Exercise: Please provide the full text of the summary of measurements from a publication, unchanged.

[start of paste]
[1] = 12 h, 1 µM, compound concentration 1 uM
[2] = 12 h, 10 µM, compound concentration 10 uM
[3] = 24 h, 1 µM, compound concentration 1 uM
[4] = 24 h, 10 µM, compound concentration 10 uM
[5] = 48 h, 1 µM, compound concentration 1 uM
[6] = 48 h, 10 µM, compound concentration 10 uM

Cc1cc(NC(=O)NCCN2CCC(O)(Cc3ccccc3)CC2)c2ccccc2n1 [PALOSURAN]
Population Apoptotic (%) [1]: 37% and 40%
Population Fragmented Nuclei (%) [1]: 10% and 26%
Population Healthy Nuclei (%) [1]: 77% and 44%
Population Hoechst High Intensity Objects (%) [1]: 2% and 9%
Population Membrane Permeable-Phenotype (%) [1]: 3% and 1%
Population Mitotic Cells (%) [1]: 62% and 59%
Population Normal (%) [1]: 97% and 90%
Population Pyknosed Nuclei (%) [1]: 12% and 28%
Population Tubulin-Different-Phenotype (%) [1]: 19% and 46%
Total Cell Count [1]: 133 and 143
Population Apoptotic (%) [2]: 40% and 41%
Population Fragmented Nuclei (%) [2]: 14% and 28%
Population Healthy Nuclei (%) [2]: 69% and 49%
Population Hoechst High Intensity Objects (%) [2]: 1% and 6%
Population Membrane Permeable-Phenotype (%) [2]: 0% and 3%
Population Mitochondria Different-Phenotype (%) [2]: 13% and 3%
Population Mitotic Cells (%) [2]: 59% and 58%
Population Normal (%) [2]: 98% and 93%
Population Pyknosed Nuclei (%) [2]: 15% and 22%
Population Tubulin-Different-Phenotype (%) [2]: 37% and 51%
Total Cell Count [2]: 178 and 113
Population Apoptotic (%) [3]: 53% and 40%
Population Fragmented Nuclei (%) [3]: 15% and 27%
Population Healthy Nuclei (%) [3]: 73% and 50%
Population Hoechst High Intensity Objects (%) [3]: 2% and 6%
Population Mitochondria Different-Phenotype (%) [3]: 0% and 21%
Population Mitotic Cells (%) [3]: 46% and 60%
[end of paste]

[1] = 12 h, 1 µM, compound concentration 1 uM
[2] = 12 h, 10 µM, compound concentration 10 uM
[3] = 24 h, 1 µM, compound concentration 1 uM
[4] = 24 h, 10 µM, compound concentration 10 uM
[5] = 48 h, 1 µM, compound concentration 1 uM
[6] = 48 h, 10 µM, compound concentration 10 uM

Cc1cc(NC(=O)NCCN2CCC(O)(Cc3ccccc3)CC2)c2ccccc2n1 [PALOSURAN]
Population Apoptotic (%) [1]: 37% and 40%
Population Fragmented Nuclei (%) [1]: 10% and 26%
Population Healthy Nuclei (%) [1]: 77% and 44%
Population Hoechst High Intensity Objects (%) [1]: 2% and 9%
Population Membrane Permeable-Phenotype (%) [1]: 3% and 1%
Population Mitotic Cells (%) [1]: 62% and 59%
Population Normal (%) [1]: 97% and 90%
Population Pyknosed Nuclei (%) [1]: 12% and 28%
Population Tubulin-Different-Phenotype (%) [1]: 19% and 46%
Total Cell Count [1]: 133 and 143
Population Apoptotic (%) [2]: 40% and 41%
Population Fragmented Nuclei (%) [2]: 14% and 28%
Population Healthy Nuclei (%) [2]: 69% and 49%
Population Hoechst High Intensity Objects (%) [2]: 1% and 6%
Population Membrane Permeable-Phenotype (%) [2]: 0% and 3%
Population Mitochondria Different-Phenotype (%) [2]: 13% and 3%
Population Mitotic Cells (%) [2]: 59% and 58%
Population Normal (%) [2]: 98% and 93%
Population Pyknosed Nuclei (%) [2]: 15% and 22%
Population Tubulin-Different-Phenotype (%) [2]: 37% and 51%
Total Cell Count [2]: 178 and 113
Population Apoptotic (%) [3]: 53% and 40%
Population Fragmented Nuclei (%) [3]: 15% and 27%
Population Healthy Nuclei (%) [3]: 73% and 50%
Population Hoechst High Intensity Objects (%) [3]: 2% and 6%
Population Mitochondria Different-Phenotype (%) [3]: 0% and 21%
Population Mitotic Cells (%) [3]: 46% and 60%